Olivia Chen and Pauline Ang have been friends for 20 years. During the pandemic, they decided to start their own canned milk tea company, Twrl. But they wanted to make sure it reflected all of their values: as members of the AAPI community, as moms, and as Berkeley grads. At Berkeley, Twrl is sold at the Golden Bear Cafe.
We discussed how to make sustainable milk tea, the realities of starting a small business, and what it means to design a brand that is reflective of America.
How did this all get started?
Years ago Pauline and I talked about doing a food brand. We had always connected over food. But we are working moms and so life kind of took over, but we always kept in touch. Fast forward to the pandemic, all the boba shops shut down and everything closed. So Pauline started experimenting in her own home kitchen in San Francisco. She bought a fridge, brewed enormous amounts of tea, tested all different types and basically started the process of producing the tea that she wanted, which was the predecessor to Twrl tea: vegetarian, plant based, low sugar, low calories. And then, with all the things that come with the pandemic, it was like, where do you want to put your life priorities? And we were like, okay, well, maybe this is what we want to do.
So we found a food scientist and a co-packer. We always wanted a product that was in a can, on the go, but there was nothing that was a “better for you and better for the planet” version. And so we decided to make it. So we really care about how we source. The teas that we use are from small family farms. When they first got our first order, they cried because they’re such small farms. We helped them get non-GMO certified via our products. Then we chose pea milk because peas are really sustainable. Peas are neutral in taste, unlike soy and almonds. They also use very little water to produce—almonds use a lot of water—and produce very little carbon emissions. And then we also chose to put it in a can, instead of plastic.
Where did you get the name?
Legend has it that a [Chinese] emperor was holding a cup of hot water and a leaf twirled into his teacup and that’s where brewed tea came from. So we love to tell people that tea and milk tea is, not to make a pun, steeped in history and tradition. But we modernized it.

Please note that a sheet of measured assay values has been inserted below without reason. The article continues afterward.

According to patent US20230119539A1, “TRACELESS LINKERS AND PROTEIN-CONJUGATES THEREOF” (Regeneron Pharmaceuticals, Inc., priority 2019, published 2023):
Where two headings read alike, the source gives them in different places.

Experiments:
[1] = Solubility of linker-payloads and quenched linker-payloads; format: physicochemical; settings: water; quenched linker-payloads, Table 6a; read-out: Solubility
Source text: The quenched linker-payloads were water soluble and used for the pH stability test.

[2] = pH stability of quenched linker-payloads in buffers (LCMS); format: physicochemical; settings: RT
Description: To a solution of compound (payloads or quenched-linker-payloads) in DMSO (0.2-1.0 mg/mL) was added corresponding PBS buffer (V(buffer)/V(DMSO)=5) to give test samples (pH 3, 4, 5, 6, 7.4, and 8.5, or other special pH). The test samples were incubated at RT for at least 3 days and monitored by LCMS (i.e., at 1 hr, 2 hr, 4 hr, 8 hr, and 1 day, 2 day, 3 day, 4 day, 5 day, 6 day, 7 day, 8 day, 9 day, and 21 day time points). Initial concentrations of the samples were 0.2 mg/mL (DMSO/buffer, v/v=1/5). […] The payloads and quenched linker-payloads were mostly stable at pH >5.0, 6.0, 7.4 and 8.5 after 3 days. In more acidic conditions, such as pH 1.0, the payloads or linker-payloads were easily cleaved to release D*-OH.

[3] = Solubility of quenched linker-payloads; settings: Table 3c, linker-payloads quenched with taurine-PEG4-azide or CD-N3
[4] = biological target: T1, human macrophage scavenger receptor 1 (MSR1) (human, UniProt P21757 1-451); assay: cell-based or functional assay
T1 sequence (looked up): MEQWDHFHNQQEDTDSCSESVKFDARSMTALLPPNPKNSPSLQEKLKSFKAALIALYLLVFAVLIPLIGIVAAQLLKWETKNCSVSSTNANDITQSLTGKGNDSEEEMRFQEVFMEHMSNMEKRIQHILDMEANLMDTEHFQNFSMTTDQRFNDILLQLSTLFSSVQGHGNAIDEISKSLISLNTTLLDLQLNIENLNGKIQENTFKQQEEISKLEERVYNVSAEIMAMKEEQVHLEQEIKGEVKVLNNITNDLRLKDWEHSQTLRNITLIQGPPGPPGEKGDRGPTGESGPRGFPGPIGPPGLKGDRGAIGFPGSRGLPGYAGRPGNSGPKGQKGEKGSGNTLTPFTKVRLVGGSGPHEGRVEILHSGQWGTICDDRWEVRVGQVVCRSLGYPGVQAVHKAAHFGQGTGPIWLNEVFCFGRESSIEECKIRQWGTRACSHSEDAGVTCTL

We have a chance to kind of revolutionize the tea industry. In India, England, and all of Asia it’s actually the number one drink for a lot of communities and countries and ethnicity groups. The U.S. is very coffee dominated. So there’s actually a lot of innovation in coffee, like nitro or cold brewed. But in the tea category, there’s not a lot of innovation. But what’s happening now is there’s this proliferation of boba tea shops. My son’s a teenager, that’s where they go. So what better people to start innovating in the tea space and tell that story than two moms that are Asian-American that grew up drinking milk tea. We love this drink. I grew up making it with my relatives. We would concoct teas, making them with red bean and so much cream. Pauline did the same: her father lived in Hong Kong, she grew up in Hawaii, and when they would visit her father, her mother would take her to have a coveted milk tea at the hotel. We both have very nostalgic memories of milk tea, but the milk tea that we see in the cafes is not something that she and I could have every day. It’s super high in calories. It’s not the best ingredients. And it’s also not super portable.
I saw on your website that you’re committed to health, community and sustainability. Can you tell me about the community aspect?
Brands like Coke, Pepsi or even newer brands like Paul Newman; those are brands that have a legacy, a culture, a story, a history. But their founders don’t look like me or Pauline. We want to be a brand that is reflective of America. America is a land of immigrants. Our parents are immigrants. They came to the states to hopefully have a better life for their families and especially our children. They’re super proud that we’re almost doing the American dream, that we’re creating a business and having these opportunities and being able to be role models in the community. So that’s one aspect, but also the aspect of could we create a company that is a fusion of us, of Asian Americans, where we brought something that was from Asia but with a twist, that incorporates our values as moms and values that we also saw from Berkeley. Berkeley focuses on regenerative farming and community and advocacy, and those are things that we incorporate back into Twrl. It’s a fusion of who we are, where we grew up. As AAPI founders, we’re not an Asian brand. We’re not an American brand. We’re an Asian-American brand. And that is really a reflection of the landscape of the U.S.
This was a big pivot for you both. How has it been going?
That’s a great question. Pauline and I talk about how there was a little bit of naivete, to be honest, when we first got into this. We had never run a food beverage company before, and so the learning curve has been steep. Now it’s been about a year and a half. We’ve definitely gained a lot of knowledge and made inroads. It’s a hard industry to be in. It’s hard to stand out. The supply chain affects us. And then there’s a recession. So there’s a lot of macro events that are affecting our business.
We get a lot of people asking, oh, my gosh, I would love to start a company. And I guess the first thing I tell them is, it’s a very, very difficult business. And it takes a lot of time. We called last year ‘year zero.’ We call this year one really. We’re like “is this really what we want?” But now we’re in it and we’re making a lot of traction.